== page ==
“Just telling you. It sets the tone for the entire year. Your life can be bumpy or smooth. Take it from me. Your barbarian is my bad ass.” He holds a finger up. “Oh. Did I mention the part about run like hell after you punch Alice Assault in the mouth?”
I blink at him, wondering for the multi-thousandth time which one of us was adopted. It was probably me. “Say your name slowly.”
He rolls his eyes, but gets the message and leaves.
My brother’s name is Levi. We’re not Hebrew. My parents just liked the jeans which, I guess, must have been cool at one time. If he says his name slowly, it sounds like, “Leave. I.”
If you’re thinking that’s mean, don’t even go there. He gets back at me by calling me Never and cawing like Edgar Allen Poe’s raven, especially if I have friends around.
Naturally he leaves the bedroom door standing open just to irritate me. I slam it, hear my mother’s faint shout saying don’t slam the door, lock it, and turn back to the impossible task of figuring out what people at this alien outpost consider first day of school clothes. If only I could…
That’s when I realize I might get a preview into life at R. Caine High School. I open the laptop and pull up images.
Why didn’t I think of this before?
Track and field. Lots of running and jumping enthusiasm then.
Football. Concussion anyone?
A CPR dummy. How many times has that thing been kissed?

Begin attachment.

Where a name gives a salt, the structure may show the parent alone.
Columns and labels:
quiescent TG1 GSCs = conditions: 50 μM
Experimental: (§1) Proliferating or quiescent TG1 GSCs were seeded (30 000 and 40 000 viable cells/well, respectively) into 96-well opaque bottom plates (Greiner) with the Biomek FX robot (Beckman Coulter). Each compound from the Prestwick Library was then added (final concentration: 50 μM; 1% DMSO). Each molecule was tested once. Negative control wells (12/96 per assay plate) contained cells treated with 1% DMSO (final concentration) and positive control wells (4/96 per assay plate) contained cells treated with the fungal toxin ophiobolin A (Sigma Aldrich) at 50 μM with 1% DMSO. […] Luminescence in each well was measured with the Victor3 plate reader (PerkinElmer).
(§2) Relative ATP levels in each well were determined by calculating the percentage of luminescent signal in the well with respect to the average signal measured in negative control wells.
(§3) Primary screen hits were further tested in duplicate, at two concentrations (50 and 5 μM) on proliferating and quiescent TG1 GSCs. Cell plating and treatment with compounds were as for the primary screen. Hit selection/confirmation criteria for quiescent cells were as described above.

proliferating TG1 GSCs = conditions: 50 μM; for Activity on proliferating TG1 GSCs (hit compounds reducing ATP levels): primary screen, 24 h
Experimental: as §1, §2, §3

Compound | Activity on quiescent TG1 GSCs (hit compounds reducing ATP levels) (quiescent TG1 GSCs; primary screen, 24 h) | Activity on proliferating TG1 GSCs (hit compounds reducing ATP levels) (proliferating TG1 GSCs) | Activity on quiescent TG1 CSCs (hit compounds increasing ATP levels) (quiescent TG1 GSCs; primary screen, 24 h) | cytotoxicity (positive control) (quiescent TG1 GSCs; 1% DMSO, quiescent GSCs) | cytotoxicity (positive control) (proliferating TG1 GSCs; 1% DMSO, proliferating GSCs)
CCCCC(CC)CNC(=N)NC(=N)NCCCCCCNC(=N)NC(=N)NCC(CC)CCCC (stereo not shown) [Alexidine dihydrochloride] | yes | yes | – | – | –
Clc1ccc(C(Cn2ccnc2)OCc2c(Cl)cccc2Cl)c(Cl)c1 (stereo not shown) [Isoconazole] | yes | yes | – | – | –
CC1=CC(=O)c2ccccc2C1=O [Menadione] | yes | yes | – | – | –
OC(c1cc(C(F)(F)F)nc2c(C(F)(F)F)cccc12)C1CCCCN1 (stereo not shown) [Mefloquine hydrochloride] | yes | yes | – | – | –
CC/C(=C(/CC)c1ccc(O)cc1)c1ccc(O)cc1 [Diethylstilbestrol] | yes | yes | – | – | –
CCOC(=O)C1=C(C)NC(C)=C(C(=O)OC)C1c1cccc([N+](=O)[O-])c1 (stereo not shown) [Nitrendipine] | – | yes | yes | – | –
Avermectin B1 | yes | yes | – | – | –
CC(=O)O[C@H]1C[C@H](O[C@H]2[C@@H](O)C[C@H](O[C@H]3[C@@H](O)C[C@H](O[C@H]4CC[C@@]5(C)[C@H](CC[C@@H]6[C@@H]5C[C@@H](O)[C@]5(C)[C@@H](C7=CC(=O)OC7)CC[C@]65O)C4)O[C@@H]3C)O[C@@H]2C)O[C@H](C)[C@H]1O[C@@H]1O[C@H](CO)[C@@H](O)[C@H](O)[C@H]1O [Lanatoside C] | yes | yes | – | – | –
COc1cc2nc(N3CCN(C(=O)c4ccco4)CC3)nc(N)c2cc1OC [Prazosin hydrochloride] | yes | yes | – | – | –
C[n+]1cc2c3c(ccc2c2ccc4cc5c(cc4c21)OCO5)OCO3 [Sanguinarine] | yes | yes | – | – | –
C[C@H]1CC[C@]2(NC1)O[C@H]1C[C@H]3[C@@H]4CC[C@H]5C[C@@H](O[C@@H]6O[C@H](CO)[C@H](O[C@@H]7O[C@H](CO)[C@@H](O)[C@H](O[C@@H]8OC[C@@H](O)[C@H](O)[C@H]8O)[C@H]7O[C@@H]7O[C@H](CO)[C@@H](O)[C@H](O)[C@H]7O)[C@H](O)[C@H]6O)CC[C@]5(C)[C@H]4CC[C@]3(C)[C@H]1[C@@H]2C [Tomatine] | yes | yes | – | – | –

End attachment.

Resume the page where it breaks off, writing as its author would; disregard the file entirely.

Graduation. Gold robes. Ew.
And finally, a photo of kids swarming a large paved area, not wearing athletic gear or some kind of club tee shirt. Whether they were coming or going I can’t tell. The main thing is I can see the clothes and they aren’t all that different from what I’m used to. In fact, the picture could have been taken at my old school. Sigh.
So alright. I can do this. All I have to do is pick out something that makes me feel reasonably attractive. It’s the first day of school. Not the end of the world.
Lots of people have been through this and survived.
I know I’m taking that on faith, but since I haven’t heard urban myths about kids going to new schools and never being heard from again, I’m going with that assumption. Or trying to.
Who am I kidding?
I mean you wouldn’t think a person could actually fear lunch. Not the food, of course. Although some might say fearing the food made in the cafeteria is a test of Darwin’s theory. I don’t think Darwin’s theory applies to humans anymore. Modern medicine is pretty good at interfering with the impending doom and saving the day no matter how badly we botch genetics.
It probably seems like I’m obsessing over the word ‘doom’, but it’s just that kind of weekend. The kind that will live in infamy forever.
What was I saying? Oh, yeah. I was talking about the rites of lunch. The quest for that magical place where you can be part of a herd of the like-minded; meaning people who understand you well enough that you can talk to each other, eat together, gossip about whatever, and kid yourself into thinking they don’t gossip about you when you’re not there.
I look at the clock. Again.
The first day of my sophomore year should be a celebration of not being a freshman anymore. But that’s for kids who get to stay put. Not for people like myself who’ve been forcibly relocated, that means moved against my will, to the other side of the country.
By this same time tomorrow I’ll know if my quest was successful.
Will I be able to locate the magical lunch herd on the first day?
Have I been a good person?
Do I deserve that fate?
Why yes. Yes, I do.